That’s good advice whenever troubles and storms arise. I see far too much entitlement or dependency culture around. It can show up in the very privileged who sometimes seem to take the attitude that they can have things just as they want, regardless of the wants and needs of others, and also in the very disadvantaged who have no confidence in themselves or hope for the future and wait to be taken care of by others. Whatever happened to just “dealing with it”? Life never has been and never will be perfect. And a lot of the time it isn’t even particularly fair. To be honest, I’ve probably been lucky as often as I’ve been hard done by. That’s to be expected. I fully realise that life’s hands are not evenly dealt and that we should do all in our power to redress the imbalances created by historical and present-day oppression and prejudice. And working for justice and fairness on a societal level is central to the life of faith. What troubles me is the tendency to cry, “Justice!” when you think someone else should be punished and, “Mercy!” when you’re the one who has done wrong.
It is said that good religion should comfort the afflicted and afflict the comfortable. I think the point is to be deeply honest with ourselves about what is best and what is worst in ourselves and to own the first in all humility and to work on the second with real intent and with the help of others and of God’s grace. As we begin Lent, I can think of no better way to observe it.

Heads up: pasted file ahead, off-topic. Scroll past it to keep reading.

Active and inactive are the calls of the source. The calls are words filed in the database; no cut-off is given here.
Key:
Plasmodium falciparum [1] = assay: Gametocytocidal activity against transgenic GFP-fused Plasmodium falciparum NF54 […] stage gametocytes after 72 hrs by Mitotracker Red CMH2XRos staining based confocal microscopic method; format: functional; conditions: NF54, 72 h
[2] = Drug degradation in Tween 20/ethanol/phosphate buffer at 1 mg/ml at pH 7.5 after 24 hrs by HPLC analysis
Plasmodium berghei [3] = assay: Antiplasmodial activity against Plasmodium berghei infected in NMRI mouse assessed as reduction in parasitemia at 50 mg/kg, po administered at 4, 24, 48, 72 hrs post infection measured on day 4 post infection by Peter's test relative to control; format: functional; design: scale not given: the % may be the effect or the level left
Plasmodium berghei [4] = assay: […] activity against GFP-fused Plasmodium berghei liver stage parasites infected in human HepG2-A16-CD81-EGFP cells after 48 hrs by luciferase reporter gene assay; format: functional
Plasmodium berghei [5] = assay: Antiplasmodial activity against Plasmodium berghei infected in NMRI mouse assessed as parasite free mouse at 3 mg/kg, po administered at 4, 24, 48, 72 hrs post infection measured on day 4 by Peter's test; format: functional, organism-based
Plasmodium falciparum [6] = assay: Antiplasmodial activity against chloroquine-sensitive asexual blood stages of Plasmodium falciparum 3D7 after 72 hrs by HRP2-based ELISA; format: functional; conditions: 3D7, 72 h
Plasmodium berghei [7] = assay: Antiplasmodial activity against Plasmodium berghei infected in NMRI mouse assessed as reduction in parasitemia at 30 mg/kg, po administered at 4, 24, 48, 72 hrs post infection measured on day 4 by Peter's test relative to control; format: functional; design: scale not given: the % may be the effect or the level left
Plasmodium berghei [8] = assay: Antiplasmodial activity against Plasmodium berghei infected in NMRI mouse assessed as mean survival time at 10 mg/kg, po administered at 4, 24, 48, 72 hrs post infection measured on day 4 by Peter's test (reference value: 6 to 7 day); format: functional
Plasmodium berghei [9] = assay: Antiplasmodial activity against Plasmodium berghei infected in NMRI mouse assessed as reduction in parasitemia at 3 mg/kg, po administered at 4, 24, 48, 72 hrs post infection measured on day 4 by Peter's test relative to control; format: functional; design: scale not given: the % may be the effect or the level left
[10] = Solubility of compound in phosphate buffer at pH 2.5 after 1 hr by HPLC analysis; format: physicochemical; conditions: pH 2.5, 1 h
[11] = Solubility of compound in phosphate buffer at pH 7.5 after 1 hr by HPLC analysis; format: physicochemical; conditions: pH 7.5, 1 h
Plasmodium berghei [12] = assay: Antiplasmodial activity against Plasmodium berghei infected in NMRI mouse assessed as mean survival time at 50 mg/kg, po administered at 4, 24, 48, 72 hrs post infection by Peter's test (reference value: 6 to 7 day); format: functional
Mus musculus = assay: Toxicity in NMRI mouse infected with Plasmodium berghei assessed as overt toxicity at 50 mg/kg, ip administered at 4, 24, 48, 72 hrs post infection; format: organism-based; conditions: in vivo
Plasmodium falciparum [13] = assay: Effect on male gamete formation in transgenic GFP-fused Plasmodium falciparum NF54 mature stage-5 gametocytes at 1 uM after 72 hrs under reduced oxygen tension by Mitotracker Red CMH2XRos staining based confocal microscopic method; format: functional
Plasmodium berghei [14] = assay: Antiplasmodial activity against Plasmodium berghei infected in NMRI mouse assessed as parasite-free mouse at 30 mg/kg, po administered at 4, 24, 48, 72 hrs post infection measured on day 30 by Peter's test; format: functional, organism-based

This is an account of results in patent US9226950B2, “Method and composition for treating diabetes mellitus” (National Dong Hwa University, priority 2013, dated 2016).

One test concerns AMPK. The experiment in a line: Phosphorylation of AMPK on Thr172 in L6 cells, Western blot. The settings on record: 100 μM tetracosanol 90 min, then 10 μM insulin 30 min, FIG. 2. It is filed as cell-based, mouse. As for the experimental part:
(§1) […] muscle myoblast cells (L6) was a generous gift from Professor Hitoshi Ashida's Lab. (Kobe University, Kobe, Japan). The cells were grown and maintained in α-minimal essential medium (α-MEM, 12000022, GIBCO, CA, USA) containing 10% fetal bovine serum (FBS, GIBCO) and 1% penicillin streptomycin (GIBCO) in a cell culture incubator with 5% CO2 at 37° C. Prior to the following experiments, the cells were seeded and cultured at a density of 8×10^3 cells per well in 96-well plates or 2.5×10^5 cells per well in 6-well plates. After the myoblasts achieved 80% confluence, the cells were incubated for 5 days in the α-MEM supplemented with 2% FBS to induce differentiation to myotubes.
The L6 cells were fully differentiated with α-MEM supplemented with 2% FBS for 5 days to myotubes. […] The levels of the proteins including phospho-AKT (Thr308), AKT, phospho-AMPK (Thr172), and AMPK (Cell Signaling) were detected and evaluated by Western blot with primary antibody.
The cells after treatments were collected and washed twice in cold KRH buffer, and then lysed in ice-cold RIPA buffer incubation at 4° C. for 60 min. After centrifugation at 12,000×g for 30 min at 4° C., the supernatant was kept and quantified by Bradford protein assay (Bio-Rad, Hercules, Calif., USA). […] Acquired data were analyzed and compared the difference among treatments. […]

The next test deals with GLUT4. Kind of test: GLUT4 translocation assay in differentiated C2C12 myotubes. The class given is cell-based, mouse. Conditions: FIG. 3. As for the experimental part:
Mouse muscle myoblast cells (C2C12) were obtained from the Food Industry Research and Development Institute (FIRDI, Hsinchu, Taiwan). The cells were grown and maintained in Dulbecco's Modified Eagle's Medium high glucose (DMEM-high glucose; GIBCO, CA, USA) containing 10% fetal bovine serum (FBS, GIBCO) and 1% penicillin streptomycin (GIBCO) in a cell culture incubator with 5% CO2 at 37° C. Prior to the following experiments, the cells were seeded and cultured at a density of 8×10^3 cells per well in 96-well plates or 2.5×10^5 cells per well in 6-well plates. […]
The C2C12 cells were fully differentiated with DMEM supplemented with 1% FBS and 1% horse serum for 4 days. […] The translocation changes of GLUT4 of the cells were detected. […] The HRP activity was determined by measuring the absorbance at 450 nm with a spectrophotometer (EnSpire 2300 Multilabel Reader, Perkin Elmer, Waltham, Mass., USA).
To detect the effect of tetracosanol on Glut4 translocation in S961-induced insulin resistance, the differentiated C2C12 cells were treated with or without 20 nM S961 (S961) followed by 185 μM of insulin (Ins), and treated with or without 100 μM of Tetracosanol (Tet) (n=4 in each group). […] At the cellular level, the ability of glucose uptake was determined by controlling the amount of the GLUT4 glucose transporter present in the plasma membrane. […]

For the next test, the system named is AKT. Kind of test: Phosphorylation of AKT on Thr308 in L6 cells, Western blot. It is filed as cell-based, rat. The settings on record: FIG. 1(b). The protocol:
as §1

By the Revd Canon Robbin Clark, Dean of Women Clergy
It will come as no surprise that Republican candidate Donald Trump is a bad loser, asking for a re-run when he came second in the Iowa caucus. Failure is intolerable, especially when you are used to getting your own way. From the school playground to the football stands, you are damned by the taunt: “loser”. So you avoid admitting failure at all costs. Like Arsenal’s Manager, Arsène Wenger, criticised again this week for blaming the ref rather than admit his players failed to make the best of their chances.
It’s made me wonder that perhaps, as Christians, we are asked to be losers for God? Like the ninth-century monk Saint Anskar, remembered this week. He was sent to bring the Christian message to the Scandinavian countries. And he became known as an example of persevering in the face of discouragement. Apparently the Nordic people were very fixed in their pagan ways!
In the Church, we can often find ourselves doing things where success is not obvious. And some things that feel like a simple failure. But maybe that’s because God defines success, not us? I did a school assembly this week that didn’t go well. Although I’d planned carefully, in the end it just felt like chaos. Yet, as the children walked out, one little boy confided in me: “These God stories always make me feel happy.” So I thought I’d failed, but perhaps not. And perhaps that’s what it feels like to be a loser for God?
By the Revd Poppy Hughes, Rector of the Benefice of Tetbury, Beverston, Long Newnton and Shipton Moyne and the Benefice of Avening with Cherington.